I tried Bing GPT with some queries regarding Aspirin and St John’s Wort as well as Warfarin and St John’s Wort. To be fair to it, on this occasion it mostly got it right and it also pointed the references to the right place too.

The Problems With AI Generated Answers or Blog Posts 2
Bing Chat’s Answer is vague, but not completely incorrect here

The answer on this example isn’t horrendous even if it is vague. Perhaps if you don’t check the sources that it’s recommended you check then you might end up missing the cautions that are associated with St John’s Wort and aspirin though. But, at least on this occasion, the references it provides do talk about the exact subject matter and aren’t hallucinated.

An even better result was experienced when I asked Bing about St John’s Wort with Warfarin, whereupon it advised against it and cited correct sources who confirmed the result.

The Problems With AI Generated Answers or Blog Posts 3
Bing Chat is Spot On Here

Why This Matters

Bing and Google are considered as sources of Authorative information by many. I would argue that of course they’re not and their traditional approach of providing only links to other sites helps to see that more clearly. When Bing and Google provide the answer directly to you, they appear to be more authorative than they are.

Coupled with the lay person’s understanding of the tool that’s being used as being ‘Artificially Intelligent’ they’re overplaying the accuracy of the response that’s being given. And in the case of Bing with its referencing of where it found the information, they’re definitely trying to look authorative.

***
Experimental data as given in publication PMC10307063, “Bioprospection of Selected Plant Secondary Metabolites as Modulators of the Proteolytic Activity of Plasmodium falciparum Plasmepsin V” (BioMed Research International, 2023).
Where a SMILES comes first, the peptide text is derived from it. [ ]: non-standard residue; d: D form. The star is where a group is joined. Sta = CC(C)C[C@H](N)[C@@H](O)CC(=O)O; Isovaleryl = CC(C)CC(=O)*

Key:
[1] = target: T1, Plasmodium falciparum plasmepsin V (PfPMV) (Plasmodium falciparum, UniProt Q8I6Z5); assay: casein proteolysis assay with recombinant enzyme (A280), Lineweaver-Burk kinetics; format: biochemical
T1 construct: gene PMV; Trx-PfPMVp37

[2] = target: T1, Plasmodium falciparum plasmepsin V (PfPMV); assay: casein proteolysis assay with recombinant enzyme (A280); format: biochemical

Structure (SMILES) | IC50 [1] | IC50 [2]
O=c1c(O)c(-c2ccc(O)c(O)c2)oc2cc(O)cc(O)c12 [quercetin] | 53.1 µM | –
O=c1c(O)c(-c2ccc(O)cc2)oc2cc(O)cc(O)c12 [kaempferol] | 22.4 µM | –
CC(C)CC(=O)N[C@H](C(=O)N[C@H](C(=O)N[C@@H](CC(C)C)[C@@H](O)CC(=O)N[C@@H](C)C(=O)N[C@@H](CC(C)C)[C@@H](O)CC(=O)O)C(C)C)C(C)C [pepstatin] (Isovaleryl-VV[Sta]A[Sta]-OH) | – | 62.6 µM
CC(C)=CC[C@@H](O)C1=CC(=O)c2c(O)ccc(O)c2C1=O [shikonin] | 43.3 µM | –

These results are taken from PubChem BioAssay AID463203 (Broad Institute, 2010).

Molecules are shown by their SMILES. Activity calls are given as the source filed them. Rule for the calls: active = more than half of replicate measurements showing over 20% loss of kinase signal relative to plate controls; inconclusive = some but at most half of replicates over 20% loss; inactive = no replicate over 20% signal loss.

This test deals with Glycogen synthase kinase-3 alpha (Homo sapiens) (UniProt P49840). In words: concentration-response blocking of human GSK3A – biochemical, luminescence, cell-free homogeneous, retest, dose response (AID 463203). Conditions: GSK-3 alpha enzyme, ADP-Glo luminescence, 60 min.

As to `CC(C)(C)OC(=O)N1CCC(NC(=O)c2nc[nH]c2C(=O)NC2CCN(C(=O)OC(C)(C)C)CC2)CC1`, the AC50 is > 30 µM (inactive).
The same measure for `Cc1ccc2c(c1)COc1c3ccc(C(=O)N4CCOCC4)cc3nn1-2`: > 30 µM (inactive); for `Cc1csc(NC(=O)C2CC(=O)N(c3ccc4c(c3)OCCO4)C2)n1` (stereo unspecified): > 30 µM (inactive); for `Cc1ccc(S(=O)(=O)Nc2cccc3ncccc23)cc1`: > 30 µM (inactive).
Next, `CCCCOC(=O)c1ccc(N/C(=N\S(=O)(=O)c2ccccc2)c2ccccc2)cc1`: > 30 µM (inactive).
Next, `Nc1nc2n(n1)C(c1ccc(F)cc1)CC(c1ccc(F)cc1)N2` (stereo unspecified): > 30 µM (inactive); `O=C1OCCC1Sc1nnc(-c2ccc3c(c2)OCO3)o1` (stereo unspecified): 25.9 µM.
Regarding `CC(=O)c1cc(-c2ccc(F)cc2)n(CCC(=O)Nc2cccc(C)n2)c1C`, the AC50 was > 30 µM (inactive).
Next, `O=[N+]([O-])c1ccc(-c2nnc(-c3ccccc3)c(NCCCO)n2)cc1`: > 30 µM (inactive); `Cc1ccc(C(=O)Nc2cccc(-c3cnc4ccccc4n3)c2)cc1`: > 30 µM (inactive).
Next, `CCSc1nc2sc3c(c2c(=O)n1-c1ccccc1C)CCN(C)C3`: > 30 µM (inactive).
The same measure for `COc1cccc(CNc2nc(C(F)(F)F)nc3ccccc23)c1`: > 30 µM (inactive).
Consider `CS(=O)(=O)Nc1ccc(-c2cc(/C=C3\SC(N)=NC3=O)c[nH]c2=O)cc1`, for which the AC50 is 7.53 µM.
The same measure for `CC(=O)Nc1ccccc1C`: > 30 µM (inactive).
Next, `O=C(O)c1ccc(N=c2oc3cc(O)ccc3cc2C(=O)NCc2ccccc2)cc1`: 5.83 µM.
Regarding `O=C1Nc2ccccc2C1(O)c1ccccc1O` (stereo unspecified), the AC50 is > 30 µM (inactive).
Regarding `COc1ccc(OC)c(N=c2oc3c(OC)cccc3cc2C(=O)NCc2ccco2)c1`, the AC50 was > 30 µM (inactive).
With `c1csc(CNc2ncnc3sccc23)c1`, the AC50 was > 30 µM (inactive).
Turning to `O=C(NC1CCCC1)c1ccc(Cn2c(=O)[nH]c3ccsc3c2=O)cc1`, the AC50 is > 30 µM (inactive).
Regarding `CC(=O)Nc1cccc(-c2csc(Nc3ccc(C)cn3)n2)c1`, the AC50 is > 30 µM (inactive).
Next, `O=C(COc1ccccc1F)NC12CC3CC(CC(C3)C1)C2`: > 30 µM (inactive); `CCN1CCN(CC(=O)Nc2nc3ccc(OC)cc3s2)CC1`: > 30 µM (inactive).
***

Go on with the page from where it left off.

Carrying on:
This is OK, indeed, it’s great but only if the quoted sources actually do talk about what has been referenced. Because people will take Bing’s word for it that the information was found on that site and that gives the answer credibility that it doesn’t necessarily deserve.

In my first example, none of the answers provided are actually life changing if the source isn’t actually the one saying what it’s saying. But in the second and third examples (which Bing did get right on this occasion) they very well could be life threatening.

False Information Becomes a Circular Problem

Now admittedly the very small sample size I have used here has provided information that’s actually correct (even the money example is correct, it’s the references that aren’t). But many people providing information in the current age are doing so without fact checking. The “make money online” gurus are actively encouraging the use of AI tools to create articles that give information about topics the new authors know little to nothing about. And many of these new authors don’t know enough about a subject to be able to accurately fact check – especially as the hallucination problem becomes more deeply embedded online.